Technique: Lying on your back with knees bent and feet on the floor, stretch your arms out to your sides, palms face down. Think of this as a yoga move and breathe throughout the stretch; inhale and exhale for about four seconds each. Cross your right knee over your left knee, as if you're sitting in a chair, with your right foot off the floor. Shift your hips to the right about two inches (5 cm), and drop your knees to the left. "You don't need the knees to touch the floor," says Marla Ericksen, an integrated fitness coach and spokesperson for CanFitPro. "Come to a natural stop whenever your range of motion is finished." Your right shoulder will come off the floor a bit, and that's okay, as long as you continue to face the ceiling. Now, turn your right hand so the palm faces up and reach your right arm back and halfway up toward your head. "That's to open up the chest and finish off the rotation of the spine," says Ericksen. Hold for one to three minutes; repeat on the other side.
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Low-back rotation stretch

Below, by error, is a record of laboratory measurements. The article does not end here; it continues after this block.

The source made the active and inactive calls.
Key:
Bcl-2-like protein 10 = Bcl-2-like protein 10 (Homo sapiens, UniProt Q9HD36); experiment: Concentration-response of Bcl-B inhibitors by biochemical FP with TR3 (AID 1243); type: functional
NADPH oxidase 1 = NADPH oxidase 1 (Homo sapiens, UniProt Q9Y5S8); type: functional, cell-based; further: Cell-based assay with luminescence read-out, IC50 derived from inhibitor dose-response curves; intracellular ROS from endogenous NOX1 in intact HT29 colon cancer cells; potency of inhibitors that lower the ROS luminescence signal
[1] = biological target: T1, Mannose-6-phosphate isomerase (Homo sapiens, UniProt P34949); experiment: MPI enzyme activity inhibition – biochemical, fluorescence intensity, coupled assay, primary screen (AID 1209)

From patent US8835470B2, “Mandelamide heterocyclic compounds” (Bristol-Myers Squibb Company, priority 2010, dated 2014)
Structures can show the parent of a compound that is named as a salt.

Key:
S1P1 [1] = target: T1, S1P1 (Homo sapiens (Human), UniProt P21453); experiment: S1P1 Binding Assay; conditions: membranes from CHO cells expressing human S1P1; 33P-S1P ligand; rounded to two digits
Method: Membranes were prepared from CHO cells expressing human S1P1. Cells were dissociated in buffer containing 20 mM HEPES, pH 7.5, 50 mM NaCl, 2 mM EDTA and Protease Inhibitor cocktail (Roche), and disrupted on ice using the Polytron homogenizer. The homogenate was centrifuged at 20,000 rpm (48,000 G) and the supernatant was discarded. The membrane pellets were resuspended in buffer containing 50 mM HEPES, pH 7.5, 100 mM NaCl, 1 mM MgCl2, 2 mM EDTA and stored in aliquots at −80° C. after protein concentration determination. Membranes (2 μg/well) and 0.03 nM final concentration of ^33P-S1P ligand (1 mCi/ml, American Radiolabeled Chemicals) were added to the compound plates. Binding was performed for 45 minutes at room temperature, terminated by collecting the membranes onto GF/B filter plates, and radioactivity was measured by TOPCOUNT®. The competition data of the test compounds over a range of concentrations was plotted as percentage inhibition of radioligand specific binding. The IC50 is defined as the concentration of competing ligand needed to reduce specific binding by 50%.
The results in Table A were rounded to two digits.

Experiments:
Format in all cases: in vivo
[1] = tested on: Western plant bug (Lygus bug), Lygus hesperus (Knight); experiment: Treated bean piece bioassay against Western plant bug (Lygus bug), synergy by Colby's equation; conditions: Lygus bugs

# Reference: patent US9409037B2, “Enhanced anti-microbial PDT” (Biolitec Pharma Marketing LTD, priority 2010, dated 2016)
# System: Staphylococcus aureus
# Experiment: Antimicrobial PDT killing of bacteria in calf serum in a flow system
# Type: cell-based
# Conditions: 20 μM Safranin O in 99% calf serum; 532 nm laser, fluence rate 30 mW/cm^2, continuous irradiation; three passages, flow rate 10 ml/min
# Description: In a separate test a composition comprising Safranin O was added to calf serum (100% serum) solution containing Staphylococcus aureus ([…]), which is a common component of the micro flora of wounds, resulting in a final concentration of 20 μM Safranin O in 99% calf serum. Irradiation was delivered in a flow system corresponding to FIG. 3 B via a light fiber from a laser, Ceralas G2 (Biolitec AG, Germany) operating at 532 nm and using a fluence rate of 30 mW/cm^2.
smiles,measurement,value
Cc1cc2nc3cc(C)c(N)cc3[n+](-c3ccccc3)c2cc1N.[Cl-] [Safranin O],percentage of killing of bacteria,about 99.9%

Technique: Sitting on a chair with your feet flat on the floor, twist your upper body so your shoulders rotate to one side. You can use the chair for support, holding on to get a deep muscle stretch.
Go only as far as you can comfortably. You will feel the pull from your lower back up to the middle of your back. "You may experience a painless crack from your spine, but that's normal; it's just the joints opening up," says Larry Feldman, a chiropractor and the owner of The Performance Health Centre in Toronto. Hold for 20 seconds or six breaths, and return to the starting position. Repeat on the other side.
Technique: Stand with your legs wider than shoulder width apart, and turn toes slightly outward. With your abs and buttocks tight, lower your body, bending at the knees, so that your thighs are parallel to the floor. Place your hands on top of your knees. Lift your pelvis (engage the muscles you would use to stop urine flow). Inhale and keep good posture as you press your right hand down on your right knee; exhale and turn your shoulders to your left. Breathe in and out three times (about 20 to 30 seconds total). Stand up, then repeat the stretch on the other side.